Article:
Feminae: Medieval Women and Gender Index


  • Record Number: 4959
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  • Title: Gender Subversion and LInguistic Castration in Fifteenth-Century English Translations of Christine de Pizan [translations excised her authority and her authorship; moreover they cut away her feminizing influence, removing or masculinizing all that she offered for female empowerment].
  • Source: Violence Against Women in Medieval Texts.  Edited by Anna Roberts.  University Press of Florida, 1998.  Pages 161 - 194.
  • Description:
  • Article Type: Essay
  • Subject (See Also): Authority Christine de Pizan, Poet Postmodern Theory Translation Women Authors Woodcuts
  • Geographic Area: British Isles;France
  • Century: 15- 16
  • Related Resources: Following on the work of Derrida, Jane Chance argues for the notion of a gendered translation. Looking at fifteenth-century English translations of the literary works of Christine de Pizan, Chance notes how Christine's work has been masculinised by the inclusion of a male voice and, in turn, a male subjectivity. English translators even went so far as to omit passages about women and arguments in favour of women, masculine woodcuts of female deities and, in some cases, attributed her work altogether to a male author. Chance decries this as "scholastic violence against women" (173). While her essay may not fit into any conventional definition of violence, it illuminates yet another essential area of research for historians of misogyny." From the review written by Sara Butler of "Violence Against Women in Medieval Texts," "Medieval Review" (TMR ID: 96.12.11). [Reproduced by permission of the "Medieval Review."].
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  • Table: Nine Figures. Figure One A small Othea presents her book to Hector who dominates the scene. Woodcut frontispiece to Robert Wyer's 1540 printed English translation of Christine's "Epistre Othea." Figure Two A Large Othea presents her book to a young and small Hector in Christine's "Epistre Othea" (London, British Library MS Harley 4431, fol. 95 v.) Figure Three Woodcut in which Thamaris the Amazon queen is represented as a man. From Robert Wyer's 1540 printed English translation of Christine's "Epistre Othea, the C. Hystoryes of Troye." Figure Four Again from Wyer's translation. The judgement of Paris in which the dominant Paris judges the kneeling goddesses. Figure Five Echo is depicted as Queen Margaretha and Narcissus is King Henry VI in Wyer's English translation of "Epistre Othea, the C. Hystoryes of Troye." Figure Six A masculinized Ino scatters her gain uselessly in Wyer's English translation of "Epistre Othea, the C. Hystoryes of Troye." Figure Seven The figure of Caesar Augustus is enlarged and the female figures are either diminished (the Sybil) or eliminated (the Virgin Mary) in Wyer's English translation of "Epistre Othea, the C. Hystoryes of Troye." Figure Eight A standing Sibyl explains the Virgin and child in the sky to a kneeling Caesar Augustus in Christine's "Epistre Othea" (London, British Library MS Harley 4431, Fol. 141). Figure Nine The God of Love receives from a messenger Christine's poem; or alternatively the God of Love hands his "Letter" to a messenger. From Christine's "Epistre au Dieu d' Amours" (London, British Library MS Harley 4431, fol. 51).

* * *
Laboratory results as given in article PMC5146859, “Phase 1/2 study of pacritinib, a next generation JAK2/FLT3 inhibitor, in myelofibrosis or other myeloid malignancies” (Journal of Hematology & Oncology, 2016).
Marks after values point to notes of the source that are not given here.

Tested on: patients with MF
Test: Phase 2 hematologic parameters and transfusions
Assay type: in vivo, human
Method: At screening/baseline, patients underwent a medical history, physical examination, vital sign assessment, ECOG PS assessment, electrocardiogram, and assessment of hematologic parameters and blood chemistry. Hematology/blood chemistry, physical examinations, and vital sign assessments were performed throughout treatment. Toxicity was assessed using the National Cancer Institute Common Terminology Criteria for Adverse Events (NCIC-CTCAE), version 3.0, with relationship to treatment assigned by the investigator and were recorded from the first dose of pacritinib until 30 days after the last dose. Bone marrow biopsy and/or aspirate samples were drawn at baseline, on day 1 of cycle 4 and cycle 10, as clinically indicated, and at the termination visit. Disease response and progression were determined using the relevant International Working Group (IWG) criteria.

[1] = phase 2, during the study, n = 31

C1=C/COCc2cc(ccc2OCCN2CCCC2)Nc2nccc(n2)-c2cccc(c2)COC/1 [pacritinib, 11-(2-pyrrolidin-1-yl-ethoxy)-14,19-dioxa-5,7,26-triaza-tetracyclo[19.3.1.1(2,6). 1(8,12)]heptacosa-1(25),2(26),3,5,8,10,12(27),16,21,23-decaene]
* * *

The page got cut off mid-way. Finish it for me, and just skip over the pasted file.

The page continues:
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  • Year of Publication: 1998.
  • Language: English
  • ISSN/ISBN: 0813015669
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